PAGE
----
Five Things You Should Know About the Antiquities Act
Here are five things you need to know about threats to the Antiquities Act. More details (and how you can stand up for the Act) at: http://savingplac.es/2oPmBl1
- •The Antiquities Act doesn’t provide the president with the authority to undo monument designations.The Antiquities Act is a short law—in fact, it was less than 500 words as enacted in 1906. It grants the president discretion to “declare by public proclamation historic landmarks, historic and prehistoric structures, and other objects of historic or scientific interest that are situated on land owned or controlled by the Federal Government to be national monuments” (54 U.S.C. § 320301).
- •That doesn’t mean opponents won’t try.Photo credit: Donald J. Rommes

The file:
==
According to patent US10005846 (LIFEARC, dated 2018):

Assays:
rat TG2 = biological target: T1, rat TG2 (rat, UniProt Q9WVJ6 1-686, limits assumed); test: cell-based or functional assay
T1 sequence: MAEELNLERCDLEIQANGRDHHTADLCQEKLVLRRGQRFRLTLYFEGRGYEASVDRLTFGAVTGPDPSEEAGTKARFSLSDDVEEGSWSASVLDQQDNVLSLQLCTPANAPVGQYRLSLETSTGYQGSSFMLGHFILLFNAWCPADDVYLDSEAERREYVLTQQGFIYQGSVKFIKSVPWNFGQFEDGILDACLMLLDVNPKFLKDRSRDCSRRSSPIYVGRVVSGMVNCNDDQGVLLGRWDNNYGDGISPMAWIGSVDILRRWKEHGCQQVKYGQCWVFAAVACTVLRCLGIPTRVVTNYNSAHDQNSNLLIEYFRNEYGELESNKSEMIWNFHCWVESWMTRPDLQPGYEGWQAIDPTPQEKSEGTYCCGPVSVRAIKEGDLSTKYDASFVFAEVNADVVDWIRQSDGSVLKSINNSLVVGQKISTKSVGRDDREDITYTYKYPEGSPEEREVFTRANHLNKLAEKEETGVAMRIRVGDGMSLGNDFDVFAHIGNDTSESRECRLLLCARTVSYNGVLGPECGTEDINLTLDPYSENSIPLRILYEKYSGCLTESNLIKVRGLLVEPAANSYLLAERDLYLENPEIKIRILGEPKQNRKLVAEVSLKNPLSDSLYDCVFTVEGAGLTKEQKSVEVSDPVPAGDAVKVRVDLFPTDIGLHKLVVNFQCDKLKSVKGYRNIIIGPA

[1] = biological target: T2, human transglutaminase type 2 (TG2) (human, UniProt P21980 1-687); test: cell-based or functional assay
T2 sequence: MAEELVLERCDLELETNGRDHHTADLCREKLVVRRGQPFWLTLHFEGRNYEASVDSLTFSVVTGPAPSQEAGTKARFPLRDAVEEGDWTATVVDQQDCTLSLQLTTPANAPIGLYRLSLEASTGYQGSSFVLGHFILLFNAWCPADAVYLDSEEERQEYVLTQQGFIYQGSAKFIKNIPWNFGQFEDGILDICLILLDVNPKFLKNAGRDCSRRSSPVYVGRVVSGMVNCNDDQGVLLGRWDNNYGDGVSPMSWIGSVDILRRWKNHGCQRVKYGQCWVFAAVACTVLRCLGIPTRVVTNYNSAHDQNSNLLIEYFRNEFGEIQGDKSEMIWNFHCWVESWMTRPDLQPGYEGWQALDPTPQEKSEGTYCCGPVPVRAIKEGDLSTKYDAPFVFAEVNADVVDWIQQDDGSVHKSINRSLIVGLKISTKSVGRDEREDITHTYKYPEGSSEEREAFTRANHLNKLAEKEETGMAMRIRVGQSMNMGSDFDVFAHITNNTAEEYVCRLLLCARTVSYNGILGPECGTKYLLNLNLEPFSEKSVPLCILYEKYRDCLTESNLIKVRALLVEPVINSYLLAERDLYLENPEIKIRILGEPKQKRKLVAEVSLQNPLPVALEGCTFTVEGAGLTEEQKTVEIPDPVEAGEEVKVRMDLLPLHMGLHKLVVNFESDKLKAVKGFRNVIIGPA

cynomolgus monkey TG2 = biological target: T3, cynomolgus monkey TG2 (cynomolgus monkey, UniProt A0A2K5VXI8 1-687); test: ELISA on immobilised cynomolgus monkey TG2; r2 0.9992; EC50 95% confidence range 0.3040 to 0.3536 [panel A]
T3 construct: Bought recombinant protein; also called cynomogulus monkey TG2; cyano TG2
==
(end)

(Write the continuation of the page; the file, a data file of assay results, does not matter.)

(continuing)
- •New monuments involve substantial local input in management planning.Designation as a national monument does not entail a standard set of rules or restrictions. Each monument proclamation is unique, and every monument goes through its own management planning process with opportunities for public input. Photo credit: Mark Sandlin
- •National Monuments are popular.Colorado College’s 2017 Conservation in the West poll found that 80 percent of Western voters support existing monument designations. Only 13 percent of respondents wanted to see designations removed. With national park visitation surging, monuments offer additional opportunities for visitors to explore public lands—as well as new opportunities to grow and diversify economies in nearby communities. Photo credit: NPCA
- •Congress needs to hear from you.Don’t underestimate the value of engaging your elected officials in Congress. Constituent input helps shape the views of representatives, senators, and their staffs as they consider various bills that would weaken the Antiquities Act—for example, S. 33, S. 22/H.R. 243, and H.R. 2074.